Officials are warning people in the Ottawa area to brace for days without power in the wake of a tornado that ripped through the region yesterday afternoon.
They encouraged residents to stockpile food and water following the storm, which tore roofs off of homes, overturned cars and felled power lines in the Ottawa community of Dunrobin and in Gatineau, Que.
“It looked like something you’d see in a movie, or you’d see in tornado valley in Oklahoma,” said Ottawa Mayor Jim Watson, who had seen drone footage of the twister. “Nothing like this I’ve experienced in all my life living in Ottawa.”
More than 145,000 customers were without power in the city on Saturday morning as a result of damage that Hydro Ottawa CEO Bryce Conrad said was as bad or worse than that caused by a devastating ice storm in 1998.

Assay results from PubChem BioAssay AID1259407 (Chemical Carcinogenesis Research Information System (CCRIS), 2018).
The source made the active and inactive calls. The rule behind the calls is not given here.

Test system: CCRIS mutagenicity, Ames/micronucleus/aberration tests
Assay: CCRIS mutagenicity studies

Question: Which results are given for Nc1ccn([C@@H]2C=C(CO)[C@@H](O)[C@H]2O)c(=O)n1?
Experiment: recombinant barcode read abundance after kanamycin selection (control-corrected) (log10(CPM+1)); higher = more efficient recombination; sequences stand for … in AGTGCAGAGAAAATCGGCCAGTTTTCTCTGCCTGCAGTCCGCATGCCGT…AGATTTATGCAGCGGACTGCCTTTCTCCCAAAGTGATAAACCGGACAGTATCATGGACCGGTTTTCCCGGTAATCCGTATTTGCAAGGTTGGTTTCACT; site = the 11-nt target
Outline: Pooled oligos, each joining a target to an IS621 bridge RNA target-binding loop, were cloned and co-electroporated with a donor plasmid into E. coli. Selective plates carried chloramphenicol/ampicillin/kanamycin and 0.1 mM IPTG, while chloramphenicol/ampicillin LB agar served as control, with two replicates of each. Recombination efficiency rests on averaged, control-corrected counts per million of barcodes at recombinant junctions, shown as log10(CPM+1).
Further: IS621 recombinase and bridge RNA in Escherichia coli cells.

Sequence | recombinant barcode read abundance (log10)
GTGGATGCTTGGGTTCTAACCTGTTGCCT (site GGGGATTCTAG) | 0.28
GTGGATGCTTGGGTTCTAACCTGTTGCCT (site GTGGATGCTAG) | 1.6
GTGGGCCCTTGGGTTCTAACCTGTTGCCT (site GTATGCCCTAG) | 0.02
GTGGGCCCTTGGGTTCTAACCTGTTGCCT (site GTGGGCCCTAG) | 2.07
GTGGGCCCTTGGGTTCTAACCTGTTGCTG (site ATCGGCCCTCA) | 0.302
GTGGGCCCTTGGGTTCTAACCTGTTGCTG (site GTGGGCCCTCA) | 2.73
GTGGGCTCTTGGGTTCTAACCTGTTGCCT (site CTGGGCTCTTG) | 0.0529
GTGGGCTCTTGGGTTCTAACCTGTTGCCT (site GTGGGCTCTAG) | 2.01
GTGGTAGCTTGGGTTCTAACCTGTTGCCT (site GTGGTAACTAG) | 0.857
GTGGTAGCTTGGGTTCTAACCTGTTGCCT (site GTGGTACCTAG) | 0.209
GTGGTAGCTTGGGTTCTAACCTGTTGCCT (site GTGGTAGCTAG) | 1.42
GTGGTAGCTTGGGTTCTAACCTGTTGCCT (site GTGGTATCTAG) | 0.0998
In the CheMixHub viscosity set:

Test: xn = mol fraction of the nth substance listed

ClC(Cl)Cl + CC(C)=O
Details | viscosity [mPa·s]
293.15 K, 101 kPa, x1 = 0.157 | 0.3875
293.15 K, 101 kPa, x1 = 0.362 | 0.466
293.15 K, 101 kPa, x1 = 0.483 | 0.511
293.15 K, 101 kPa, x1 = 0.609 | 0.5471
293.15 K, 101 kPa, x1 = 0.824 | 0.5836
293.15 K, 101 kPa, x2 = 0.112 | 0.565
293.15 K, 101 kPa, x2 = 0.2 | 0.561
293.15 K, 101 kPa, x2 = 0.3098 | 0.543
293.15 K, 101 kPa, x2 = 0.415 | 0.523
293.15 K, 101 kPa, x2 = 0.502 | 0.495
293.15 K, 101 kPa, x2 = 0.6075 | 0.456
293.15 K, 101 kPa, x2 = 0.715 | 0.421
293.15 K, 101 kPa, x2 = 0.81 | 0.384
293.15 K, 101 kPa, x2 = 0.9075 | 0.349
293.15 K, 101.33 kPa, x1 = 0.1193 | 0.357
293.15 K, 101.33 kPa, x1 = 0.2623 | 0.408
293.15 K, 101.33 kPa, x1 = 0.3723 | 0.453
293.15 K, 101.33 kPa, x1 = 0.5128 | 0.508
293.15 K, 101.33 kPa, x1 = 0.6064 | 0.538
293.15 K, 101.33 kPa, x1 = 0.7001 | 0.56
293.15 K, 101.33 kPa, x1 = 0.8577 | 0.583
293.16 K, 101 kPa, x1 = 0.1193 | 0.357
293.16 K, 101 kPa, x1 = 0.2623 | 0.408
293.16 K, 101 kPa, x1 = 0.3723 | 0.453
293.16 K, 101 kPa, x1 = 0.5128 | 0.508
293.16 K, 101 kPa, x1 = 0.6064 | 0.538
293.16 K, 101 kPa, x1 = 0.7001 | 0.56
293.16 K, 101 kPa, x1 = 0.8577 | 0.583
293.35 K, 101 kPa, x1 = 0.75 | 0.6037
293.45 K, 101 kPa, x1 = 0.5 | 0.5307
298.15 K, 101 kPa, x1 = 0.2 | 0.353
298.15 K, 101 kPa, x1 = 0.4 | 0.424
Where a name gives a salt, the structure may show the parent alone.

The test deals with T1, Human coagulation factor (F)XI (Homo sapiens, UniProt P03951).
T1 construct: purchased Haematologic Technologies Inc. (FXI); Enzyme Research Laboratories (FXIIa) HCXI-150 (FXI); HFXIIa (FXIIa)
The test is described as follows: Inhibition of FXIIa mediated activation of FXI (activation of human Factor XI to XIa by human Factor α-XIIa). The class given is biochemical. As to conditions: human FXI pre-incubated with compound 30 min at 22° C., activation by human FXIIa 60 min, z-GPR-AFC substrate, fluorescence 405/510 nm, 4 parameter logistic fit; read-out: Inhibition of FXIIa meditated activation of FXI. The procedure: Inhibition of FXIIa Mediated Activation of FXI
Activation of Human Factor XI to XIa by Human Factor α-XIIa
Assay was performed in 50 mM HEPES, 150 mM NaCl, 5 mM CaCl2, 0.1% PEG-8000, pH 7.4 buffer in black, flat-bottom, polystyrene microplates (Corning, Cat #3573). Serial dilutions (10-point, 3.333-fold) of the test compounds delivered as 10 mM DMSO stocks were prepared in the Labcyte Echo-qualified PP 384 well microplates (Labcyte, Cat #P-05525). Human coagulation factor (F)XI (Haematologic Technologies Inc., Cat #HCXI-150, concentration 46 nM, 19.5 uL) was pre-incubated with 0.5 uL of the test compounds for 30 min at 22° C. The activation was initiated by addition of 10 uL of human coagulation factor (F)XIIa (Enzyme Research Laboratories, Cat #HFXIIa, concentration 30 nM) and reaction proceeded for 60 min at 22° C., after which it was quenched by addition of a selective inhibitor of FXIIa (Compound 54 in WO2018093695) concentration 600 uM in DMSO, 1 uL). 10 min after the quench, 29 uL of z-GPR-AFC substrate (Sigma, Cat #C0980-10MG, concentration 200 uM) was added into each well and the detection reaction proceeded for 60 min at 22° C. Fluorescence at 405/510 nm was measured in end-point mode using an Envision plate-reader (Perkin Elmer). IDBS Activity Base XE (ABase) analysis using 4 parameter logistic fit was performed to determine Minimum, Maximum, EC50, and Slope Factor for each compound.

Conrad said the outages come as a result of “cascading failure” of resources owned by provincial utility Hydro One.
Meantime, the Ottawa Hospital tweeted that five people were being treated for storm-related injuries – down from six last night – with two people in critical condition, one in serious condition and two others are stable.
One of those patients arrived this morning, the hospital noted.
Meanwhile, officials said firefighters are going door-to-door to determine whether structures are safe to re-enter.
Thunderstorms with high winds and a confirmed tornado in Eastern Ontario have caused significant damage to our Merivale Station. Crews are working on restoring power as quickly and safely as possible. Sign up for outage alerts and updates at: https://t.co/04lgwEJXZI pic.twitter.com/R2YZJRrVQS
— Hydro One (@HydroOne) September 22, 2018
Drone footage showing the extent of the damage in the Greenbank Rd area of the city. For your safety and the safety of our crews, please stay away for all hydroelectric infrastructure. #Ottcity #Ottnews @OttawaOutage pic.twitter.com/TrRxYO18l6
— Hydro Ottawa (@hydroottawa) September 22, 2018
— Lynne Lessard (@lynnelessard) September 21, 2018